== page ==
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Neil Portnow on stage at the Grammys

Trying to Understand What's Going on at the Recording Academy is a Mystery

Gettyimages | ROBYN BECK
By Robert Safir

Deborah Dugan, the newly appointed CEO of the Grammys, was put on leave recently and then fired from the Recording Academy. She had a host of accusations against Neil Portnow, the previous CEO of the Grammys, and also had a lot to say about corruption in the Recording Academy's voting process. Where the truth is in all of that is a true mystery.

If we rewind to the 2018 Grammys, you might identify one key moment that set a lot of their current problems in motion.

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Step Up? No, You Sit Down

Neil Portnow of the Recording Academy
Gettyimages | ROBYN BECK

There was a lack of women winners at the 2018 Grammys. What was it that CEO Neil Portnow said at the 2018 Grammys that caused a stir?

“It has to begin with… women who have the creativity in their hearts and souls, who want to be musicians, who want to be engineers, producers, and want to be part of the industry on the executive level… [They need] to step up because I think they would be welcome."

Oops! You don't address issues of equality for women - who have been fighting hard to rise to the top - creating incredible music along the way - by asking them to "Step Up." They've been working like crazy - for years - to create great music, to be heard, to be seen as equals in a male-dominated industry.

Internal Feuding and Chaos

Deborah Dugan - most recent CEO of the Recording Academy.
Gettyimages | John Lamparski

The "Step up" statement ignited a flurry of negative reactions and calls for Portnow to step down as CEO of the organizaton. He faced other problems when Dana Tomarken claimed that Portnow used money intended for the Academy's charity for struggling musicians to offset losses associated with January's Grammy Awards broadcast. She also made accusations of "workplace abuse and harassment."

On May 31, 2018, Portnow announced his resignation at CEO from he Academy, effective in July of 2019. But that wasn't the end of his problems. Portnow had been accused of raping a female artist by his successor, Grammys CEO Deborah Dugan, who eventually was placed on an administrative leave herself.

Flying Accusations

Group photo including Deborah Dugan, Alecia Keys, Gale King, etc.
Gettyimages | Jamie McCarthy

Deborah Dugan became a flashpoint for several crisis that ensured. She accused its top lawyers of acting inappropriately toward her during a business meeting, resulting in her filing a discrimination suit with the Equal Employment Opportunity Commission.Dugan claimed that Portnow "allegedly raped a female recording artist."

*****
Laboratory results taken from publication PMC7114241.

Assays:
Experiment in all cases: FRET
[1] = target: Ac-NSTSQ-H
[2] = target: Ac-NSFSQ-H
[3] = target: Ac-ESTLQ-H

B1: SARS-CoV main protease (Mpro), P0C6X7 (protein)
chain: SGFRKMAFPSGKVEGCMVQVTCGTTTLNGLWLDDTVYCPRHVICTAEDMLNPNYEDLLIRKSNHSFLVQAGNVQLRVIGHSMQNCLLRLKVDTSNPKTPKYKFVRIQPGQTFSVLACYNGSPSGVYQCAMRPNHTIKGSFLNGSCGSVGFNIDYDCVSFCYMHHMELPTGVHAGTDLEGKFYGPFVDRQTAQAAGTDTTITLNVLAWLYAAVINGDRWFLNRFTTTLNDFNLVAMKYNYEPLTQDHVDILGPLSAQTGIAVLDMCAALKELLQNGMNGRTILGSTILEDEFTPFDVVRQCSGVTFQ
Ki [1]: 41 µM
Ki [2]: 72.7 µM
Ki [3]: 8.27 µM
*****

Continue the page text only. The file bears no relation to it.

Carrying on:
Dugan also claimed that there were improprieties in the voting process for the Grammys, and that a “secret committee” decides who gets Grammy nominations. She claimed that this committee consisted of people with business and personal relationships with artists, and that they push their favorites ahead.

Ultimately, Not a Good Fit for Either Party

Giphy | Blindspot

Deborah Dugan also claimed that the Academy pressured her to rehire Neil Portnow as a consultant, to the tune of a $750,000 salary, but that she wouldn't do it.

Dugan was placed on administrative leave after only six months on the job. And as of today, Deborah Dugan has been fired by the Academy, who stated that this decision came after “two exhaustive, costly independent investigations”into her allegations. But the Academy concluded that the problem was with Dugan, and that a multitude of academy staff members had filed serious complaints against her.

Deborah Dugan's response was "Is anyone surprised that its purported investigations did not include interviewing me or addressing the greater claims of conflicts of interest and voting irregularities?"

It's hard to know for certain who to believe in all of this. The story line dovetails nicely into the rumors of bribes and kickbacks in the record industry as well as a history of tainted dealings. But it's also hard to completely ignore the complaints Dugan filed against the Recording Academy. Finally, to say that this position was not a good fit for Dugan - or the Recording Academy - seems like a huge understatement at this point.

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